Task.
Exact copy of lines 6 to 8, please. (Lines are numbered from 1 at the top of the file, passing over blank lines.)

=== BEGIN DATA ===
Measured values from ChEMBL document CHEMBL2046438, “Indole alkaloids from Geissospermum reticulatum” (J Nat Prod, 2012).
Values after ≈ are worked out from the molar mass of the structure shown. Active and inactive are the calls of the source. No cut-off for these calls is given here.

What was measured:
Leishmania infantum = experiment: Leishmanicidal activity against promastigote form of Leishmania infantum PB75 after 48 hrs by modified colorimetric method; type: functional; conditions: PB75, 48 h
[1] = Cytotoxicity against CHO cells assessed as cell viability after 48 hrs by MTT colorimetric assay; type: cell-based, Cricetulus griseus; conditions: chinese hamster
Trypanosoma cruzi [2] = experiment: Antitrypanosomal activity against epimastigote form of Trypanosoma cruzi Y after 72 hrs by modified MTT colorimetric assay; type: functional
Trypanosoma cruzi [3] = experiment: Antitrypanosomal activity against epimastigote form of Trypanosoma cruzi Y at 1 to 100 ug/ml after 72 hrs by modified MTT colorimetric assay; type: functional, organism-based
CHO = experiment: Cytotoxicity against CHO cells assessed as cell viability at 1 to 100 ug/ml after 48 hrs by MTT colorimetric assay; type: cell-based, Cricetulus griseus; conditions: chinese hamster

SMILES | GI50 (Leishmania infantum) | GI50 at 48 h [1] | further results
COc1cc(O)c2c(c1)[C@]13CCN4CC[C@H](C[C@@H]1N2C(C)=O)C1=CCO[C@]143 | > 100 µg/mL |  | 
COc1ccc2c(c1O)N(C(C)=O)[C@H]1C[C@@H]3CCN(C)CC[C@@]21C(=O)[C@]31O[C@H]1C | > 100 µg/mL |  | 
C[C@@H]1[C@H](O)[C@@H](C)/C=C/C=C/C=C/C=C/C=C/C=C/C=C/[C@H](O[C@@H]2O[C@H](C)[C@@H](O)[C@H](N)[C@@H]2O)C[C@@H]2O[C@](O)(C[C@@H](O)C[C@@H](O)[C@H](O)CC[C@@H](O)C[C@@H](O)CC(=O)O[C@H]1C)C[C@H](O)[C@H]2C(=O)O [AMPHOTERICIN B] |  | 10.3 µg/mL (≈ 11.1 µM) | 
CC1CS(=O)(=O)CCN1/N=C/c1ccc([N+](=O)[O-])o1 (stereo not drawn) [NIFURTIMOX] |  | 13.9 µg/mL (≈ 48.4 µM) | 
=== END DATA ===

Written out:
Trypanosoma cruzi [2] = experiment: Antitrypanosomal activity against epimastigote form of Trypanosoma cruzi Y after 72 hrs by modified MTT colorimetric assay; type: functional
Trypanosoma cruzi [3] = experiment: Antitrypanosomal activity against epimastigote form of Trypanosoma cruzi Y at 1 to 100 ug/ml after 72 hrs by modified MTT colorimetric assay; type: functional, organism-based
CHO = experiment: Cytotoxicity against CHO cells assessed as cell viability at 1 to 100 ug/ml after 48 hrs by MTT colorimetric assay; type: cell-based, Cricetulus griseus; conditions: chinese hamster